Writer|Dir: Wes Anderson Cast: Gene Hackman, Angelica Huston, Ben Stiller, Gwyneth Paltrow, Owen Wilson, Luke Wilson, Billy Murray, Danny Glover, Alec Baldwin | 110 Comedy | US
Wes Anderson offers us another delightfully eccentric comedy this time about a wealthy family of Jewish geniuses who single-mindedly peddle their own canoes while hanging together in a sprawling and dysfunctional dystopia. They hating each other but at the same time are viscerally connected. Snappily narrated by Alex Baldwin to a score that opens with the Beatles and includes snatches from Simon & Garfunkel, the film enjoys a solid gold cast playing uniquely unappealing characters headed by pater-familias Royal Tenenbaum (Gene Hackman), a disbarred lawyer who spends an unfeasible time away while still asserts his authority. This florid and stylised affair takes places loosely in ‘chapters’.
One day Royal returns home, unable to pay his bills in the hotel suite that has been his temporary hiding place, with the story that he is terminally ill and wants his family under one roof again for the first time in 17 years: “I’ve always been an asshole, that’s just my style”. His wife Etheline (Angelica Huston) tells him to “stop following her” then breaks down in tears. The three children: Gwyneth Paltrow is Margot, a playwriting prodigy who was adopted; Luke Wilson plays Richie, a failing tennis pro who is in love with Margot; and Ben Stiller as Chas, a recently widowed financially savvy property developer who has previously sued his father twice and holds him in contempt, despite his tragic news. They are joined by Chas’ two kids (in tracksuits looking like something out of Cronenberg’s The Brood) and close family friend and best-selling novelist Eli (played by co-scripter Owen Wilson). But Royal is adamant in wanting a rapprochement and soon finds himself in Richie’s mice-ridden bedroom complete with drips and hospital medication.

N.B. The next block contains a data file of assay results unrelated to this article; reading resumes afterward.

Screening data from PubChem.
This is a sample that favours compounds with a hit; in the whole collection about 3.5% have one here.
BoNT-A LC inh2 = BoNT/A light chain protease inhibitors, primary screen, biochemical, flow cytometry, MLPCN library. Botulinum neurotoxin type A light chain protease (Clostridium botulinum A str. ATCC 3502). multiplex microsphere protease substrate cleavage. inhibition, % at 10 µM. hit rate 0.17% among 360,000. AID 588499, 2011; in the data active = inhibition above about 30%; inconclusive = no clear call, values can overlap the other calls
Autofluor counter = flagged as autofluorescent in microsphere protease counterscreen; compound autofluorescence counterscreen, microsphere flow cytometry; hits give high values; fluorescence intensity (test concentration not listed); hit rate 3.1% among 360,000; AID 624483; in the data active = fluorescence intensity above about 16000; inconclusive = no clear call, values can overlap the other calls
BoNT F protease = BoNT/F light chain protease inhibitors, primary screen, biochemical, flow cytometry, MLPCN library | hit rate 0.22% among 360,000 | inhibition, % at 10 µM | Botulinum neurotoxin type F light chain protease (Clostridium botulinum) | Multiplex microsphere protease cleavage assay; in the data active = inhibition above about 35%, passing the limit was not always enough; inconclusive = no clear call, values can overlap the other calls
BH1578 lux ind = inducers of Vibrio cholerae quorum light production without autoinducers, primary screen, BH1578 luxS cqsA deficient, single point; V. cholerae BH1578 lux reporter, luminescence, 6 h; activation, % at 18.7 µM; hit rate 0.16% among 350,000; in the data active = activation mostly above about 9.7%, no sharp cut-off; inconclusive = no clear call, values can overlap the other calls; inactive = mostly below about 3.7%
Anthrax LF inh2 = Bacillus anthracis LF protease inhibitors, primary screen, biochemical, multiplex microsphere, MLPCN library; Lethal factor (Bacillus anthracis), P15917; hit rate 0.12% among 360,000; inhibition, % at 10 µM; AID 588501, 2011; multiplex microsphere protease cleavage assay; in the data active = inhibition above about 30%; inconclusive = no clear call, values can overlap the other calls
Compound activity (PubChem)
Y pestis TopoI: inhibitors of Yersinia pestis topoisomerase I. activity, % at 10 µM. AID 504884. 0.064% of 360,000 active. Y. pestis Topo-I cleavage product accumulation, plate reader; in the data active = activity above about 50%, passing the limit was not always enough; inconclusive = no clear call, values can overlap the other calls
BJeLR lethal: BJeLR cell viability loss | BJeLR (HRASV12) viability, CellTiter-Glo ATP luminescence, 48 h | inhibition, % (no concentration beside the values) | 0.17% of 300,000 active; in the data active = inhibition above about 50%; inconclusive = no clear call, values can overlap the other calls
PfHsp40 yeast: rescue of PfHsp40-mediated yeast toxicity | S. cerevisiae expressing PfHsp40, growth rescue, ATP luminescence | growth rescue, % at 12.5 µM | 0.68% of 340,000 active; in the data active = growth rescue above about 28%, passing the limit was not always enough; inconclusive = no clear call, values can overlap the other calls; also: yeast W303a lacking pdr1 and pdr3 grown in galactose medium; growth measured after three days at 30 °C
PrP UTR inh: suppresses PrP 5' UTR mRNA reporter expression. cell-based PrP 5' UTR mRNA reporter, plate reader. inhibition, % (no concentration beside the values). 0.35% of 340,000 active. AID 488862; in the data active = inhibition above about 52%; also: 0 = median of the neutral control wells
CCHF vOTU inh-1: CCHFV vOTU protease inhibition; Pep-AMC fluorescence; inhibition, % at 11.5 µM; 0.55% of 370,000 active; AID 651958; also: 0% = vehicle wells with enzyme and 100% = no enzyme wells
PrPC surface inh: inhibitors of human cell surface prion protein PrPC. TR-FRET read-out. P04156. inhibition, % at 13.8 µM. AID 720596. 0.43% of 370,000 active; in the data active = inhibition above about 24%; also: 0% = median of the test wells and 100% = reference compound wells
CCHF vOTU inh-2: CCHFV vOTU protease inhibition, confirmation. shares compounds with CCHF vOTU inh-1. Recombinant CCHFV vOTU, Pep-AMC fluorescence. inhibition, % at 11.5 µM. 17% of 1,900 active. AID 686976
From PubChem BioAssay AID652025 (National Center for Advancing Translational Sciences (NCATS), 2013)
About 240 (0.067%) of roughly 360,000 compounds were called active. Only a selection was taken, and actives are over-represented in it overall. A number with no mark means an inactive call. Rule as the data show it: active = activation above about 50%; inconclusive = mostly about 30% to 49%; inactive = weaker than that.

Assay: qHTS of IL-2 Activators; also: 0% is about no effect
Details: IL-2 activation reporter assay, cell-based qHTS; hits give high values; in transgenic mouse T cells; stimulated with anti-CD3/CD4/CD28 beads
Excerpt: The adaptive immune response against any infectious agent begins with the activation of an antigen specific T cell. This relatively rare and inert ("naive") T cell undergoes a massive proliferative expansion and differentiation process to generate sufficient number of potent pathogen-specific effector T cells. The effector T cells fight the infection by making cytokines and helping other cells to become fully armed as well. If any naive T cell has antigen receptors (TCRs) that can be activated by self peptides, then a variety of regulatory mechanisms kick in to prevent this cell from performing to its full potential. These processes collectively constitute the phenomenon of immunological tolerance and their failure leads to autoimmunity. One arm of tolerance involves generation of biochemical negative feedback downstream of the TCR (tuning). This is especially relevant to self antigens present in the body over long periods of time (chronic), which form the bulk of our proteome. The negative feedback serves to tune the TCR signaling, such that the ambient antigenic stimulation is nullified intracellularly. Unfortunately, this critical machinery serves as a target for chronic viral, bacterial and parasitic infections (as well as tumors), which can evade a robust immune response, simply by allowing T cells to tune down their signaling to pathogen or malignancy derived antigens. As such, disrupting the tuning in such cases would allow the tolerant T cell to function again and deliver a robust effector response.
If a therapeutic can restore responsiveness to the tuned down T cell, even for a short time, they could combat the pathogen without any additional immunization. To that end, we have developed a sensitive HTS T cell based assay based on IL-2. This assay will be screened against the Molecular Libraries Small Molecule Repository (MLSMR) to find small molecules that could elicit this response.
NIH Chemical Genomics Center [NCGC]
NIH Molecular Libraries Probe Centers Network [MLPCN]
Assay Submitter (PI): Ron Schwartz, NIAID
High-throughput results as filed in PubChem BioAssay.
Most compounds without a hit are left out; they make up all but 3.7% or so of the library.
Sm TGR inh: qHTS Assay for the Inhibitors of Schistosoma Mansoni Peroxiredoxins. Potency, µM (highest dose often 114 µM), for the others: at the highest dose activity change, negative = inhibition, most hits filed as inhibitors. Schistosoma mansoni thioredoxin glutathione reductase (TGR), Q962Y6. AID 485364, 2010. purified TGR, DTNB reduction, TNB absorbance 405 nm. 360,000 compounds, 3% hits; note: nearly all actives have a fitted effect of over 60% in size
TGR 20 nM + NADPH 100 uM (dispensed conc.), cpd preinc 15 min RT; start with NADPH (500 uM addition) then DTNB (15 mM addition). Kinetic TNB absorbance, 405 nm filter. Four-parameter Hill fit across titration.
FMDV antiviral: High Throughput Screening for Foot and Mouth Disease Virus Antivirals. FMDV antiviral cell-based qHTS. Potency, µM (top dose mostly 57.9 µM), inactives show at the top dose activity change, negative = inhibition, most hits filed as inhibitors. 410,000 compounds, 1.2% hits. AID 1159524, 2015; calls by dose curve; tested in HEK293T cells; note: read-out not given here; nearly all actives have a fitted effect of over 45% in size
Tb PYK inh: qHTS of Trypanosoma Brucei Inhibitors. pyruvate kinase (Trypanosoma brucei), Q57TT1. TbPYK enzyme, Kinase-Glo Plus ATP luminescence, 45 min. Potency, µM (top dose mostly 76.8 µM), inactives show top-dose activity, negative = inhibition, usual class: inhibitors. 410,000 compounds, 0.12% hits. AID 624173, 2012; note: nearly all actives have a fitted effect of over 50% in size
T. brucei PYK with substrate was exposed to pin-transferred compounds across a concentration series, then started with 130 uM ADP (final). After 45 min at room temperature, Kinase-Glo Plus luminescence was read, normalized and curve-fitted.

What then ensues is a hypochondriac chambre piece (that actually takes place partly on the roof) where squabbling and sniping are the order of the day whereby a genial Royal attempts to ingratiate himself back into the bitching bosom of his family. But it soon transpires that his illness is faked and he leaves in a humiliating climbdown, one snowy New York day, spending the rest of the film as a bell boy.
Bill Murray appears in a comedy cameo as a psychologist and there is a deliciously dark and deadpan humour in all the characters’ often inappropriate exchanges. Naturally Gene Hackman is the standout with all the best lines: When Royal is told of Etheline’s close relationship with her financial advisor (Danny Glover), he responds “she may have had her share of infidelities but she’s still my wife, and no two bit chartered accountant is gonna change that”. He later puts him down scathingly with the greeting “Hey Pops, what’s cooking?” Eventually when the two get married he introduces himself to the Vicar as being “Half-Hebrew, and the children are a quarter Catholic”. Highly entertaining. MT
AVAILABLE ON CRITERION UK BLURAY FROM 5 DECEMBER 2016